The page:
General Aviation Accident Bulletin

Recent general aviation and air carrier accidents


AVweb’sGeneral Aviation Accident Bulletinis taken from the pages of our sister publication,Aviation Safetymagazine. All the reports listed here are preliminary and include only initial factual findings about crashes. You can learn more about the final probable cause in the NTSB’s website Final reports appear about a year after the accident, although some take longer. Find out more aboutAviation

October 13, 2018, Payson, Ariz.

Cessna TTx Model T240

At about 1845 Mountain time, the airplane was destroyed when it impacted a house while on approach to landing. The private pilot and passenger sustained fatal injuries. Visual conditions prevailed.

Radar data revealed a primary target correlated with the accident airplane on a right downwind leg for Runway 24 at about 900 feet AGL and 107 knots groundspeed. About 0.75 miles from the approach end of the runway, the airplane started a right turn at about 700 feet AGL and continued the turn through the base leg. Groundspeed decreased to 60 knots as the airplane continued to turn. The primary target continued to maneuver in what appeared to be an extended downwind before starting another right turn to the base leg at about 650 feet AGL and 94 knots. The data indicate the airplane made a final 180-degree turn near the approach path for the runway at 625 feet agl and 81 knots. The final turn was in the vicinity of the accident site and is where the radar target was lost.

October 16, 2018, Canoncito, N.M.

Cessna 182P Skylane

The airplane collided with terrain at about 1622 Mountain time during a forced landing. The commercial pilot and his pilot-rated passenger were fatally injured; the airplane was substantially damaged. Visual conditions prevailed at the accident site.

The flight was in cruise at FL190. At 1608:25, the pilot reported descending through 14,600 feet MSL to 10,000 feet. At 1612:19, ATC advised that the airplane was on a southerly track and to turn to 080 degrees to resume a direct course. After some heading deviations the pilot attributed to weather, the pilot reported “a little bit of precipitation here” while descending to 9000 feet. Shortly after, the pilot reported the engine had failed. The controller pointed out Interstate 40 at “nine to ten miles.”

At 1617:33, the pilot told ATC, “and I’ve got my power back with the carb heat sir.” At 1618:14, the pilot told ATC, “…I think we will be okay” and was cleared direct to the destination airport about 14.5 nm away. Slightly more than three minutes later, the pilot told ATC, he was “back to having my problems with the engine.” The airplane was descending through 7600 feet to the east-southeast, away from the destination airport. Shortly, the pilot advised ATC, “…I don’t know what’s going on, I’m gonna pick a dirt road down here somewhere….” Then, at 1621:34, the pilot said, “the engine just came back on.” At 1621:37, ATC told the pilot the Interstate was about 3.5 nm directly ahead. There was no response. Recovered GPS data recorded the airplane’s final position at 5922 feet MSL— about 300 feet AGL—and about 671 feet from the initial impact with terrain.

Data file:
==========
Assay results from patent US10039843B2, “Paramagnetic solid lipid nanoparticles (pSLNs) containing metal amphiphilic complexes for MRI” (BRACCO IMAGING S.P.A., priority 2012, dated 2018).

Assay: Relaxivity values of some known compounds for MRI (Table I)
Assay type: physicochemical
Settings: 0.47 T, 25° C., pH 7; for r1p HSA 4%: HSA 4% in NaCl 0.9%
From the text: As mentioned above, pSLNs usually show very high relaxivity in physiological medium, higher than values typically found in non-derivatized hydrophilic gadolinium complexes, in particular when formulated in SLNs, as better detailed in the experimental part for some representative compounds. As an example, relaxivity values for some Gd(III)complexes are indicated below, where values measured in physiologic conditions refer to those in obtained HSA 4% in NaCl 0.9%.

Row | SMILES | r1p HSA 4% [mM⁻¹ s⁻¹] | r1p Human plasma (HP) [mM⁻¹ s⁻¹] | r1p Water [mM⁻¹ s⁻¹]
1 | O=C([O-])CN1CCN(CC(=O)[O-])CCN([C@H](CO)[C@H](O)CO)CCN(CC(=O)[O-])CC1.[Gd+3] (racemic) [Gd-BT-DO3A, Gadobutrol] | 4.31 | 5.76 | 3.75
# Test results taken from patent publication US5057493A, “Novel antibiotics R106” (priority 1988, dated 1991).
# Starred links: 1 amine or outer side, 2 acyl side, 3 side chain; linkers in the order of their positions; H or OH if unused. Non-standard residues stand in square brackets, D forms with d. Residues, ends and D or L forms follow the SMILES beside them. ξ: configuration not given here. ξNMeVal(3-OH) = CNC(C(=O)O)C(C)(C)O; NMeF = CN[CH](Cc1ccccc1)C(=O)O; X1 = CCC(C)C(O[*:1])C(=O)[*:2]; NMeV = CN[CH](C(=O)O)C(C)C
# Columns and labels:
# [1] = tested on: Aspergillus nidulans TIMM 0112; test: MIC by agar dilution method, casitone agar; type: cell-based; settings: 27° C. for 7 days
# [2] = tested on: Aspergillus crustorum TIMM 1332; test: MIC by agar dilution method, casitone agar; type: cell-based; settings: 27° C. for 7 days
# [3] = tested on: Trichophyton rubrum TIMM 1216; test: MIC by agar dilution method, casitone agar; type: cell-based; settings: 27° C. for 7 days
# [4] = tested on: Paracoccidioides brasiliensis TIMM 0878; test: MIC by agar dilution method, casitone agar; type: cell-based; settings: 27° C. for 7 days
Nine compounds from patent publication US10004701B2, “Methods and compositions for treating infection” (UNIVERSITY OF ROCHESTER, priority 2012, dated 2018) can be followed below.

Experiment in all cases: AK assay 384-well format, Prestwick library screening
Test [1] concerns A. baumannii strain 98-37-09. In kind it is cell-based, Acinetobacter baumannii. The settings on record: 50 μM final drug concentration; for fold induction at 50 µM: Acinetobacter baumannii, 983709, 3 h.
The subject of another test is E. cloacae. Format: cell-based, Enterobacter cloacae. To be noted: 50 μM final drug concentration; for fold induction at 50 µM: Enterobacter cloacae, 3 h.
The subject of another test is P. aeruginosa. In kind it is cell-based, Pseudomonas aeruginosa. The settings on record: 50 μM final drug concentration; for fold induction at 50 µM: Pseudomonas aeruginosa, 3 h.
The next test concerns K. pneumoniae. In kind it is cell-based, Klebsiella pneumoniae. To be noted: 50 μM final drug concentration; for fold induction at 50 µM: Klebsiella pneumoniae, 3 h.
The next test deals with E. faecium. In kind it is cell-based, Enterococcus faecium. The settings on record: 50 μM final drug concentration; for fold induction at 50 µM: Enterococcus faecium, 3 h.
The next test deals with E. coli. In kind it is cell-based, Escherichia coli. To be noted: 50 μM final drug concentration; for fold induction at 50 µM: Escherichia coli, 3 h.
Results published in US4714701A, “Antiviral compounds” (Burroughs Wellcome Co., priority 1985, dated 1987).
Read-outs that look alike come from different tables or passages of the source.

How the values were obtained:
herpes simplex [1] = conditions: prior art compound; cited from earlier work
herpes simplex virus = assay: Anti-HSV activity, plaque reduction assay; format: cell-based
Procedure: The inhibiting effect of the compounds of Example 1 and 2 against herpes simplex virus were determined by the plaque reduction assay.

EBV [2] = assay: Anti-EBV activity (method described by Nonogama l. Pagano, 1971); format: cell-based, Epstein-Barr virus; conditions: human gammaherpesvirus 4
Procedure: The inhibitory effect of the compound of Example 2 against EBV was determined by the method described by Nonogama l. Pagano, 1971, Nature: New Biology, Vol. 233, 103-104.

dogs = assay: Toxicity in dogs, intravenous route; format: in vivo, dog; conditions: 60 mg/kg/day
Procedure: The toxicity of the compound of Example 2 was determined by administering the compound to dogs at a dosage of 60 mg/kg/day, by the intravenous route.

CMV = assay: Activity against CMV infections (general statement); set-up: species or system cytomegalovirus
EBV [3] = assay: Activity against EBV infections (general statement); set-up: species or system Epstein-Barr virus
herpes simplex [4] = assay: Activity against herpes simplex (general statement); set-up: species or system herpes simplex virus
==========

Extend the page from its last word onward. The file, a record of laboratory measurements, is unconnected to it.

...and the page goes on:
A nearby air ambulance was vectored by ATC to investigate, discovered the wreckage and landed at the accident site less than 10 minutes after it occurred. The helicopter pilot reported a ceiling at about 1800 feet AGL with surface visibility of about eight miles in light rain, and an outside air temperature of about five degrees C. The medical crew proceeded to the wreckage and confirmed there were no survivors.

The helicopter pilot observed several pieces of mixed ice on the ground below the leading edge of the accident airplane’s left wing— rectangular, 12-18 inches long, 4-5 inches high, and to 3/8 inch thick.

October 25, 2018, Atlantic Ocean

Piper PA-31T Cheyenne

At about 1119 Eastern time, radar contact with the accident airplane was lost, and it is presumed to have impacted the Atlantic Ocean. The commercial pilot and four passengers were not found and are presumed fatally injured. Visual conditions prevailed for the IFR flight to Eleuthera, Bahamas.

After takeoff, the airplane was cleared to FL250 and established a consistent 500 fpm climb on course. When the airplane was about 95 miles southeast of Charleston, S.C., and climbing through FL243, the pilot made a garbled radio transmission indicating he was diverting to Charleston. The airplane began to descend at about 1000 fpm but didn’t turn around. After several ATC requests, the pilot replied, “We’re descending”. About 15 seconds later, at an altitude of about 23,500 feet, the airplane turned sharply left as its descent rate increased to greater than 4000 fpm. About 50 seconds later, the pilot transmitted “Emergency, emergency” and the airplane’s callsign. No further transmissions were recorded. The last radar position (32.3184N 78.0661W, or about 100 nm east-southeast of Charleston) was recorded at 1119.

A search effort was conducted by the U.S. Coast Guard; one airplane reported an oil sheen on the water near the last known coordinates, but neither the airplane nor debris were located. The search effort was cancelled on October 27, 2018.

This article originally appeared in the January 2019 issue ofAviation Safetymagazine.

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